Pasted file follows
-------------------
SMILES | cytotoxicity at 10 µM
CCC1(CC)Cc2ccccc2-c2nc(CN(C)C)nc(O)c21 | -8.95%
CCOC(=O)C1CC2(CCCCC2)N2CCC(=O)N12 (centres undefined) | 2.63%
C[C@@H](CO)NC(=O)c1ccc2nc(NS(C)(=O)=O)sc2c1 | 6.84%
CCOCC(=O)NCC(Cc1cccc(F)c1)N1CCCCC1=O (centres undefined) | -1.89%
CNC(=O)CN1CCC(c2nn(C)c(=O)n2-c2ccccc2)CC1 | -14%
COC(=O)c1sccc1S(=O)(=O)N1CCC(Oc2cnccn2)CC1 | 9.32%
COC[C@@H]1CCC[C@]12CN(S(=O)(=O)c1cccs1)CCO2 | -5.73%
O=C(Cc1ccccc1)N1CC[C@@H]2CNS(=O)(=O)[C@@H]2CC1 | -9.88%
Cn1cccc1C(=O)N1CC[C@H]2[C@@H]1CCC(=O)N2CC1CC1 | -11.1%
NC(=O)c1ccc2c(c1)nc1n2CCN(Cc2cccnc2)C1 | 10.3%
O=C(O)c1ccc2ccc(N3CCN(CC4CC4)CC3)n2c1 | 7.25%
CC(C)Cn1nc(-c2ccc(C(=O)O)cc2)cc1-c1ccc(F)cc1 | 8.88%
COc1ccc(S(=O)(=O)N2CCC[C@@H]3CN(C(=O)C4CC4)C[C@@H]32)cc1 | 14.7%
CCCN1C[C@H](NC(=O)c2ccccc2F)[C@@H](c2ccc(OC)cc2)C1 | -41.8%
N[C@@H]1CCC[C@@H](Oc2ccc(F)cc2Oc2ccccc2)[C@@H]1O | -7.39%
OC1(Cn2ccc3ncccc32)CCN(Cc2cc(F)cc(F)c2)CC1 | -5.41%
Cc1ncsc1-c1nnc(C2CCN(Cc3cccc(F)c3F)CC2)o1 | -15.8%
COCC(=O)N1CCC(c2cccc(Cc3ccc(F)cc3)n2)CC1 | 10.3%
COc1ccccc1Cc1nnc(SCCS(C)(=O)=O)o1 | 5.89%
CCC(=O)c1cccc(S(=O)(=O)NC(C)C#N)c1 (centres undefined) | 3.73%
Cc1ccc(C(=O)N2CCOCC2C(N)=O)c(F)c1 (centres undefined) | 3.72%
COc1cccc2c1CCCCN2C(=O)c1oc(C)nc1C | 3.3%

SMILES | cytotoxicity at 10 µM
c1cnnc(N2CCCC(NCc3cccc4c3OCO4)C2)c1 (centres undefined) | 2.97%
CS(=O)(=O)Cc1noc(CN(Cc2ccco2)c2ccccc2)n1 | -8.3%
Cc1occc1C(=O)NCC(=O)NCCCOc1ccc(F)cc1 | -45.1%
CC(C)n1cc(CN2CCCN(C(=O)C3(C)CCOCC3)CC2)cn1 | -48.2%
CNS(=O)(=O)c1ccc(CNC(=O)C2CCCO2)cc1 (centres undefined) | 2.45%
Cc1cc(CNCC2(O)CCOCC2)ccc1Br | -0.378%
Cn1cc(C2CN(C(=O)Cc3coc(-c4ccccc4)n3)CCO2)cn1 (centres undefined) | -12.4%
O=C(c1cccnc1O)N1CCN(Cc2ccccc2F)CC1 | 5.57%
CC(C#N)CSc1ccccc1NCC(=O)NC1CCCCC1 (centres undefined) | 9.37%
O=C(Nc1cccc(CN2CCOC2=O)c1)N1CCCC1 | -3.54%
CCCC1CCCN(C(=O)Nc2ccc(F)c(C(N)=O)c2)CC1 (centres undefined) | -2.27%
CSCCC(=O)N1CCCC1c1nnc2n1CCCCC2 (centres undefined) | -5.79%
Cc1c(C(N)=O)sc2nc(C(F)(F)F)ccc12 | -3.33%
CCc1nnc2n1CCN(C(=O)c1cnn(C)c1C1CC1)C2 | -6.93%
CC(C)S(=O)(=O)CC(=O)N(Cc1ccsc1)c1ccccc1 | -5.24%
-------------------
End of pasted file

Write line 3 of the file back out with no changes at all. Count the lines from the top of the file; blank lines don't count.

CCOC(=O)C1CC2(CCCCC2)N2CCC(=O)N12 (centres undefined) | 2.63%